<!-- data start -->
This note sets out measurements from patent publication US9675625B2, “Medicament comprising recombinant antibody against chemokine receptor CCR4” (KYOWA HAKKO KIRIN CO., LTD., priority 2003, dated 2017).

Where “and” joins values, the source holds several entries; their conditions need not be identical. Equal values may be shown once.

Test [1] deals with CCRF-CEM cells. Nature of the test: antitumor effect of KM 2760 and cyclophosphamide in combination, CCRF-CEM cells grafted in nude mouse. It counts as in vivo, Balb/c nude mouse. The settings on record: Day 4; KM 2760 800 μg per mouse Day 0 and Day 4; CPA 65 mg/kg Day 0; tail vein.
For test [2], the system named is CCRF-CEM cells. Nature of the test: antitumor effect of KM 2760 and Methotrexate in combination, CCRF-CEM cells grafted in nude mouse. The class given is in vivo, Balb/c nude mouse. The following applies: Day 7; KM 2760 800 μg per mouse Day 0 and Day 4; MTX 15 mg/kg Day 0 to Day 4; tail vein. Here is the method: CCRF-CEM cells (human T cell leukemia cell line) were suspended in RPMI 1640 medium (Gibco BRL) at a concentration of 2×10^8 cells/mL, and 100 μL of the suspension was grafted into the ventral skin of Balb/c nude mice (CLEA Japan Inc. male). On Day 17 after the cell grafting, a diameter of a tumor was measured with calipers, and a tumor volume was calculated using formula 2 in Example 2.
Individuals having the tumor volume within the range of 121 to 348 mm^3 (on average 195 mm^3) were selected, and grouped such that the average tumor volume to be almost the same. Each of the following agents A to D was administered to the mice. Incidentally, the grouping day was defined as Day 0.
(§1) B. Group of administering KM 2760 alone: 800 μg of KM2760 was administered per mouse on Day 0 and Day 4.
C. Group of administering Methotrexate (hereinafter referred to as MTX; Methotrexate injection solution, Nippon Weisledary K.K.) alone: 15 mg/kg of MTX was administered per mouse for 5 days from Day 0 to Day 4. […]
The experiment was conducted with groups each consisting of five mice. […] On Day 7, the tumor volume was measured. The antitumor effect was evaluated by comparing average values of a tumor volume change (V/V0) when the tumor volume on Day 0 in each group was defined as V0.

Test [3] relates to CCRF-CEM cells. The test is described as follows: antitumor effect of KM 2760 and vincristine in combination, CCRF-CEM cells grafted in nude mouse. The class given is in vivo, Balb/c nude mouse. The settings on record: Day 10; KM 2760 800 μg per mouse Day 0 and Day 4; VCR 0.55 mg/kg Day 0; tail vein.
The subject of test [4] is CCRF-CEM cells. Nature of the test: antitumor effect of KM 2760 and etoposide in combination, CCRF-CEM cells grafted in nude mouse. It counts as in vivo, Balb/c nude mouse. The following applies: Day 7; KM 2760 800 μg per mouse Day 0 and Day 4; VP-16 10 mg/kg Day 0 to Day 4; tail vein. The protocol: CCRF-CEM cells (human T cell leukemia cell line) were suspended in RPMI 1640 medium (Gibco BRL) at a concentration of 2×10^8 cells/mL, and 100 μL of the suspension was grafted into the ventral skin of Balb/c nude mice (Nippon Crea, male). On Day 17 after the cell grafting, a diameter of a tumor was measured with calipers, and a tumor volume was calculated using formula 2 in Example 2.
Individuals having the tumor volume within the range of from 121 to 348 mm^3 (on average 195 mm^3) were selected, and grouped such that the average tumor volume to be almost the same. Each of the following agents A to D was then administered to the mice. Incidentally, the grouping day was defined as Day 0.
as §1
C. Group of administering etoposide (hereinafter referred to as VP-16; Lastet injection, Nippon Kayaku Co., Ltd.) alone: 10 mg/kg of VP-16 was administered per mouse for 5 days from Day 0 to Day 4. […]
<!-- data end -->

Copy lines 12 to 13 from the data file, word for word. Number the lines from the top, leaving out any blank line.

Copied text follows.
as §1
C. Group of administering etoposide (hereinafter referred to as VP-16; Lastet injection, Nippon Kayaku Co., Ltd.) alone: 10 mg/kg of VP-16 was administered per mouse for 5 days from Day 0 to Day 4. […]